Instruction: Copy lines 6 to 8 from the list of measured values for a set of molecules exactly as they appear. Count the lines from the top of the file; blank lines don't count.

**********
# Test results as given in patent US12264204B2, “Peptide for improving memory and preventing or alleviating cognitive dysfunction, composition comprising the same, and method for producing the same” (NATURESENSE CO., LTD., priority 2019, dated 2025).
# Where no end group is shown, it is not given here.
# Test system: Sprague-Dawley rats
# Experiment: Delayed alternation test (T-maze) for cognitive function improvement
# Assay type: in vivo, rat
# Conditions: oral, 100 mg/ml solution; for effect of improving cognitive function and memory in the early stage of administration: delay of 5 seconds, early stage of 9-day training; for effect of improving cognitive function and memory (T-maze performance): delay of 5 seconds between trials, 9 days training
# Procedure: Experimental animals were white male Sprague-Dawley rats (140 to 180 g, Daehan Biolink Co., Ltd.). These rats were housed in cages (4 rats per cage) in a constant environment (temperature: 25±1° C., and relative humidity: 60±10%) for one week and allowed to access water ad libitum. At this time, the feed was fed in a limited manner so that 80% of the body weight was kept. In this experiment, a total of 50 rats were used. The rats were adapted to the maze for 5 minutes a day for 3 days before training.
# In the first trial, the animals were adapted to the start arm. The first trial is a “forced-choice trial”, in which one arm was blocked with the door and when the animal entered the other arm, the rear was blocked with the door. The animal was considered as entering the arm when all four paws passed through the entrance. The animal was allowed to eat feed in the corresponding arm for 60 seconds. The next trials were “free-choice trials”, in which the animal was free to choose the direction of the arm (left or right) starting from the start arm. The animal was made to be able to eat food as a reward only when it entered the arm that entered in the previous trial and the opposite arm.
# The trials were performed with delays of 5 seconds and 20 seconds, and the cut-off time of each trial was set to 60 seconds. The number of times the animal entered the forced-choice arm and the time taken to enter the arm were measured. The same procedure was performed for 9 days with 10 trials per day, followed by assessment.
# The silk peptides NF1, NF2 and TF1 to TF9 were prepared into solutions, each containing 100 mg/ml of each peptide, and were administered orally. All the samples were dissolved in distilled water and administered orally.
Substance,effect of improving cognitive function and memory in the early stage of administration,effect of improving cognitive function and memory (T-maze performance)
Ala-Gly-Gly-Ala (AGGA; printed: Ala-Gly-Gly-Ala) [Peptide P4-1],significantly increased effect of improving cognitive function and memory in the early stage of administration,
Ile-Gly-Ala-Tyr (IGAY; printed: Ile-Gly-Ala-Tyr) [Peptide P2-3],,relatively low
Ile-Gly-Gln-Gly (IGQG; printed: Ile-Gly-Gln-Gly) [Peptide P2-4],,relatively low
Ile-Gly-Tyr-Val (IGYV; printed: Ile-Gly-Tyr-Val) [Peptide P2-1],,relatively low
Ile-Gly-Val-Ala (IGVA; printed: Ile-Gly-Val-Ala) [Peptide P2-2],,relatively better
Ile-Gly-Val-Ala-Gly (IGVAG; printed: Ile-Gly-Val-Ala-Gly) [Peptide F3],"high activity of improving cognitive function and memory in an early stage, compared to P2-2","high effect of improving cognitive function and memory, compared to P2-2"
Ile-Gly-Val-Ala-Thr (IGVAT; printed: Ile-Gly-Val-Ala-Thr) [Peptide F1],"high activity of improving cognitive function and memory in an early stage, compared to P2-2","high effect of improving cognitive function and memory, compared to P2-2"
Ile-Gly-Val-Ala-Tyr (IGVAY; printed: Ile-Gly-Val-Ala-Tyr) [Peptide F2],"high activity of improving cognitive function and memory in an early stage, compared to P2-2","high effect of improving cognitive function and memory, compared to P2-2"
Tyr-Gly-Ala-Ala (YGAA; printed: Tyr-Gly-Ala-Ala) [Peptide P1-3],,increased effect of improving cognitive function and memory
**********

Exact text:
# Conditions: oral, 100 mg/ml solution; for effect of improving cognitive function and memory in the early stage of administration: delay of 5 seconds, early stage of 9-day training; for effect of improving cognitive function and memory (T-maze performance): delay of 5 seconds between trials, 9 days training
# Procedure: Experimental animals were white male Sprague-Dawley rats (140 to 180 g, Daehan Biolink Co., Ltd.). These rats were housed in cages (4 rats per cage) in a constant environment (temperature: 25±1° C., and relative humidity: 60±10%) for one week and allowed to access water ad libitum. At this time, the feed was fed in a limited manner so that 80% of the body weight was kept. In this experiment, a total of 50 rats were used. The rats were adapted to the maze for 5 minutes a day for 3 days before training.
# In the first trial, the animals were adapted to the start arm. The first trial is a “forced-choice trial”, in which one arm was blocked with the door and when the animal entered the other arm, the rear was blocked with the door. The animal was considered as entering the arm when all four paws passed through the entrance. The animal was allowed to eat feed in the corresponding arm for 60 seconds. The next trials were “free-choice trials”, in which the animal was free to choose the direction of the arm (left or right) starting from the start arm. The animal was made to be able to eat food as a reward only when it entered the arm that entered in the previous trial and the opposite arm.